First audit in 20 years finds a lot wrong with the agency that regulates your utilities

An independent audit found problems with the California Public Utilities Commission's hiring of private law firms in connection with investigations on how the commission handled the San Onofre nuclear power plant's emergency shutdown in 2012.
(Allen J. Schaben / Los Angeles Times)

Major reforms may be coming to the California Public Utilities Commission, but the agency still has plenty of room for improvement, auditors said Wednesday.

State utility regulators signed contracts with private law firms that they were not permitted to execute, failed to maintain required paperwork and paid vendors even when work was not performed to specifications, an independent audit by the California Department of General Services found.

The California Public Utilities Commission also did not process contracts in a timely manner and neglected to properly account for gasoline cards used by its employees, among other deficiencies, auditors said.


“CPUC’s delegated purchasing practices are not sufficient to provide reasonable assurance of compliance with the state’s procurement statutes, policies and procedures,” the report states.

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The General Services review is supposed to be conducted every three years, but the audit released Wednesday is the first such examination in more than 20 years.

Officials did not explain why General Services failed to conduct legally required audits before. They also did not respond to questions about why the report was completed in September and withheld from public disclosure for nine months.

The findings were released two days after Gov. Jerry Brown and state lawmakers announced a series of reforms aimed at improving practices at the commission, which has been under criminal investigation for two years.  

Commission officials hired at least three different law firms to respond to records requests, subpoenas, search warrants and other demands from state and federal agents investigating the agency.

Some of those contracts were signed by officials who were not permitted to sign the agreements, auditors said. The legal representation has nonetheless proceeded. The cost to California ratepayers for the private lawyers is budgeted at more than $12 million.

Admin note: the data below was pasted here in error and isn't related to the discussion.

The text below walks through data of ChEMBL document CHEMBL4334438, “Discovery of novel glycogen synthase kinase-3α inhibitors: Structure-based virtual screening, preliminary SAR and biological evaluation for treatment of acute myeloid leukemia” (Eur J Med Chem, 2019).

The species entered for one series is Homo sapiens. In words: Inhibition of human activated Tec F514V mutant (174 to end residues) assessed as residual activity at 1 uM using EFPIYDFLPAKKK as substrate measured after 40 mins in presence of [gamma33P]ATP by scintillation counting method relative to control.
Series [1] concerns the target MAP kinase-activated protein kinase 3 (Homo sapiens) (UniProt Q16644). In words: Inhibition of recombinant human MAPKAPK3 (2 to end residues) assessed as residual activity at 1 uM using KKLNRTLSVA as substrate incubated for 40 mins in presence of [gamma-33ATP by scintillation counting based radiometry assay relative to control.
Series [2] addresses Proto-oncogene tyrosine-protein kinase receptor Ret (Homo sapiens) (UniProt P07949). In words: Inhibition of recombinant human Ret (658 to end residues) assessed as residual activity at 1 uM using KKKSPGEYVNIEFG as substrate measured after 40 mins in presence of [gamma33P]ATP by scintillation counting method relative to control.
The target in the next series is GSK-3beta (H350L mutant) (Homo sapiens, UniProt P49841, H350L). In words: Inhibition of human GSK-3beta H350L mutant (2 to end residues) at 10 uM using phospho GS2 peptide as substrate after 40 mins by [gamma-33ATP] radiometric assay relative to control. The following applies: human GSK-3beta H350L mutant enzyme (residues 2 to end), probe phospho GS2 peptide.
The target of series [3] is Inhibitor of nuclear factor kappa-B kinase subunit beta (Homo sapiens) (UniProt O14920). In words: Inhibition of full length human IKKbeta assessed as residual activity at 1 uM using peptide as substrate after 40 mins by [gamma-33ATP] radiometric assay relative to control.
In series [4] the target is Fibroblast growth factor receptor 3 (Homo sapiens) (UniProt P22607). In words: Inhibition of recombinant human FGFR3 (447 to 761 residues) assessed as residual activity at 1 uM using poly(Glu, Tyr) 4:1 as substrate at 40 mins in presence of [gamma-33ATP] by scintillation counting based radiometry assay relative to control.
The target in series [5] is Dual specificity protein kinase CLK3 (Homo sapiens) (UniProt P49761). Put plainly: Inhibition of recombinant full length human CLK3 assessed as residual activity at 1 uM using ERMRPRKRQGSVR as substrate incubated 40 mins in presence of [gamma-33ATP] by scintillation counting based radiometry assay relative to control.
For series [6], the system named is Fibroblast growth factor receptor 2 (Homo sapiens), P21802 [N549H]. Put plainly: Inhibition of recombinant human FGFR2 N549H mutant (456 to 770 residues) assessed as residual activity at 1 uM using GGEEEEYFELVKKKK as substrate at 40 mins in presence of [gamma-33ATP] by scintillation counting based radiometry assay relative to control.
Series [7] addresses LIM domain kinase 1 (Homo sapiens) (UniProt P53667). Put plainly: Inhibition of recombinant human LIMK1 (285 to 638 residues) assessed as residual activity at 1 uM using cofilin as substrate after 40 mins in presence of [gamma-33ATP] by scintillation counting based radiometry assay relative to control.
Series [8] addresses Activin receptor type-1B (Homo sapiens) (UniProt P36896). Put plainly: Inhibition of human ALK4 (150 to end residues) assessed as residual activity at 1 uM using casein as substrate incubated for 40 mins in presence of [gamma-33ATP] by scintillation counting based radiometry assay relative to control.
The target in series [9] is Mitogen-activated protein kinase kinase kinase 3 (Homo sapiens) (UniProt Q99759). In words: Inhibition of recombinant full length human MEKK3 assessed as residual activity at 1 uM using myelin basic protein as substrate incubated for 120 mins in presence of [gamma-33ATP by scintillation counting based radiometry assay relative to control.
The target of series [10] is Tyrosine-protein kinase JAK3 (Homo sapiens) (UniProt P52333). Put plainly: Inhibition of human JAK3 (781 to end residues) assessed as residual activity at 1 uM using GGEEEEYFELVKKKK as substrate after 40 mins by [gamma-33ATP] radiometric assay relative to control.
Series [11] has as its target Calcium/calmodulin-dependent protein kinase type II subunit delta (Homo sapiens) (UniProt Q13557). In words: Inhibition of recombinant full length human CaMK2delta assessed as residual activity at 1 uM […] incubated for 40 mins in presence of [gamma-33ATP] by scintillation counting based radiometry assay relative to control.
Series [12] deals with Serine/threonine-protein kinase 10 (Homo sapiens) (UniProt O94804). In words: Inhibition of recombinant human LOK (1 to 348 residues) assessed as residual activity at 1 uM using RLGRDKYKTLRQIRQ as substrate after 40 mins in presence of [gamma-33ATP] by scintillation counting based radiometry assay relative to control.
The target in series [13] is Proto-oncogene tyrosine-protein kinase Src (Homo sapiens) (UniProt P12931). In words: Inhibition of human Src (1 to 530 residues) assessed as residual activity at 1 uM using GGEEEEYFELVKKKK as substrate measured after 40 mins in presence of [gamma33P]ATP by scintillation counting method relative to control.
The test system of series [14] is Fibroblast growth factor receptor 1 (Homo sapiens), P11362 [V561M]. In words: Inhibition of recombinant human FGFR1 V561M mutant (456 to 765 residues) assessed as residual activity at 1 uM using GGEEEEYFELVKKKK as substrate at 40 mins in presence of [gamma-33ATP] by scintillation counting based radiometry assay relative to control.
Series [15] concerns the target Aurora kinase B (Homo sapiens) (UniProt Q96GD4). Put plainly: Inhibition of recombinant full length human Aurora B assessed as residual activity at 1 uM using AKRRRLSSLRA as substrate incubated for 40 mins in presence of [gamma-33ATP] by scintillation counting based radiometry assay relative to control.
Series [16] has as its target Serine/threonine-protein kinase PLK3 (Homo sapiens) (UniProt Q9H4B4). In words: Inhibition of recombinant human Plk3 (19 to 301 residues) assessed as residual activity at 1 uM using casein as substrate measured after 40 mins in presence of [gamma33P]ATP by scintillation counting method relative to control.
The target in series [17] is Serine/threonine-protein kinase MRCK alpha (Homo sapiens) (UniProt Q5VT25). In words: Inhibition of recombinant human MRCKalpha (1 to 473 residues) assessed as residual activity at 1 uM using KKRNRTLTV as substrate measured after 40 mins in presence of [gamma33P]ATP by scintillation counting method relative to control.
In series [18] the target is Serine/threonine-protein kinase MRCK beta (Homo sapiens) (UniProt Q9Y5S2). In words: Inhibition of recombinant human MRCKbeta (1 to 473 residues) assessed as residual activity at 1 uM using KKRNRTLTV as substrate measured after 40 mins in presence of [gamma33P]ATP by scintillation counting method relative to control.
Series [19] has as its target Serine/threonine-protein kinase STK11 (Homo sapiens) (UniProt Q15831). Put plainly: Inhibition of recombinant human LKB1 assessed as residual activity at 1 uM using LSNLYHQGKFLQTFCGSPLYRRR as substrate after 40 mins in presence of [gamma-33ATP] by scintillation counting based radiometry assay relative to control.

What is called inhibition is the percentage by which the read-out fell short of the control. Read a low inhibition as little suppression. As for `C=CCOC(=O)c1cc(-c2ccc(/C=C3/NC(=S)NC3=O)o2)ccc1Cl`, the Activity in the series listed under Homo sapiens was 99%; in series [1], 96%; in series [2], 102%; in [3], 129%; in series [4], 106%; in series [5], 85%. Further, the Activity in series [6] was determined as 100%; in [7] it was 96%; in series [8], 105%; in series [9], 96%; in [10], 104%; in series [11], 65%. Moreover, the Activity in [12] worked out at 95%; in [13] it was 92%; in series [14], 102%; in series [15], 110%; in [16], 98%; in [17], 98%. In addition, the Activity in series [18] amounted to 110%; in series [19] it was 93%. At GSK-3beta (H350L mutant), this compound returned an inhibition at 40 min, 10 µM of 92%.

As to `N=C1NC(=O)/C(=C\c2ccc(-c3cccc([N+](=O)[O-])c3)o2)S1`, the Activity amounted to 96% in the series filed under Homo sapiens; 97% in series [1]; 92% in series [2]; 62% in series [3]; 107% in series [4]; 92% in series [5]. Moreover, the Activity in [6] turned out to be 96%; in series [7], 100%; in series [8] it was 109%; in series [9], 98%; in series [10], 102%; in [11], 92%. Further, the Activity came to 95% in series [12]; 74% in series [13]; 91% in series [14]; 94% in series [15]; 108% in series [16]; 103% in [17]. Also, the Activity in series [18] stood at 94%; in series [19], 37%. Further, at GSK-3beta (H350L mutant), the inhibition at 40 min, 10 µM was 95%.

The ongoing criminal case centers on the commission’s handling of a 2010 gas pipeline explosion in the Bay Area city of San Bruno and the emergency 2012 shutdown of the San Onofre nuclear power plant in San Diego County.

In both cases, investigators are reviewing improper contacts between regulators and utility company executives, including lavish meals, trips abroad and secret negotiations related to open proceedings.

One such deal — the agreement to charge customers more than $3.3 billion for the premature closure of the San Onofre power plant — was reached in Poland between the former commission president and a Southern California Edison executive.

That deal has since become the subject of multiple lawsuits and consumer complaints that led the commission last month to reopen the agreement.

Timothy Sullivan, who took over as executive director after the attorney general’s office executed a search warrant at his predecessor’s office and at the commission’s San Francisco headquarters, did not dispute any of the findings.

“We take the audit recommendations very seriously and intend to comply with the recommendations as outlined below,” Sullivan wrote to General Services on Monday. “Our goal is to make necessary changes … and to bring our administrative practices into conformity with state procedures, requirements and norms.”

The litany of recommendations includes implementing new “quality assurance” policies and procedures to promote more regular compliance with state laws and practices.  

California law requires General Services to audit state agencies with designated purchasing authority every three years.

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The utilities commission, one of scores of agencies so designated, was last audited by General Services in 1995, when a slew of other deficiencies was reported and pledged to be corrected.

In addition to improper contracting practices and other findings, the 11-page report Wednesday referenced more serious issues that were not made publicly available.

“During our review, we also identified other matters requiring attention that we discussed with CPUC’s management but are not included in this report,” the audit states.

Neither General Services nor the utilities commission responded to questions about the what the “other matters” entailed or how the commission planned to address them.

The report notes that commission officials already have completed a corrective action plan to tackle the deficiencies identified in the audit.

“We are pleased with CPUC’s commitment shown to improve compliance with state requirements,” the report states.


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